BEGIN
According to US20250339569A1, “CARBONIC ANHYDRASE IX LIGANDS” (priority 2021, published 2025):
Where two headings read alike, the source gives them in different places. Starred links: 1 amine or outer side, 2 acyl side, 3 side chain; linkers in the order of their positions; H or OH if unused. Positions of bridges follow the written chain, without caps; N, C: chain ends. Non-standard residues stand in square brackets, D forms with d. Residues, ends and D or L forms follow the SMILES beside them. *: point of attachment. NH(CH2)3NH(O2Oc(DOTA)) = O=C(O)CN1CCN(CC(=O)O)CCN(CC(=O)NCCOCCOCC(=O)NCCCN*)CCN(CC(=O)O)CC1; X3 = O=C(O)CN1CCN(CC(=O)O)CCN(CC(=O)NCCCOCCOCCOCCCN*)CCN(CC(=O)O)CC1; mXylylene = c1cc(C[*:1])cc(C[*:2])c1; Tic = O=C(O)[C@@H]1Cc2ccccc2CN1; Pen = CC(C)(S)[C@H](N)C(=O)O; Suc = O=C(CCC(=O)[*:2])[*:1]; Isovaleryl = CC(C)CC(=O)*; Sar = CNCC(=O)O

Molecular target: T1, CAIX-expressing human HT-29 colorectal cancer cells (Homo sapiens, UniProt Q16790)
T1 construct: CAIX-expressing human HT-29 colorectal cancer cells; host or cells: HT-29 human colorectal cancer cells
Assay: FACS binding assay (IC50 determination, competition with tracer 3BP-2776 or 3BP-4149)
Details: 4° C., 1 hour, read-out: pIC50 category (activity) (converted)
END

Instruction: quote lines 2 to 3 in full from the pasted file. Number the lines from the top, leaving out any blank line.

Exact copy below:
Where two headings read alike, the source gives them in different places. Starred links: 1 amine or outer side, 2 acyl side, 3 side chain; linkers in the order of their positions; H or OH if unused. Positions of bridges follow the written chain, without caps; N, C: chain ends. Non-standard residues stand in square brackets, D forms with d. Residues, ends and D or L forms follow the SMILES beside them. *: point of attachment. NH(CH2)3NH(O2Oc(DOTA)) = O=C(O)CN1CCN(CC(=O)O)CCN(CC(=O)NCCOCCOCC(=O)NCCCN*)CCN(CC(=O)O)CC1; X3 = O=C(O)CN1CCN(CC(=O)O)CCN(CC(=O)NCCCOCCOCCOCCCN*)CCN(CC(=O)O)CC1; mXylylene = c1cc(C[*:1])cc(C[*:2])c1; Tic = O=C(O)[C@@H]1Cc2ccccc2CN1; Pen = CC(C)(S)[C@H](N)C(=O)O; Suc = O=C(CCC(=O)[*:2])[*:1]; Isovaleryl = CC(C)CC(=O)*; Sar = CNCC(=O)O

Molecular target: T1, CAIX-expressing human HT-29 colorectal cancer cells (Homo sapiens, UniProt Q16790)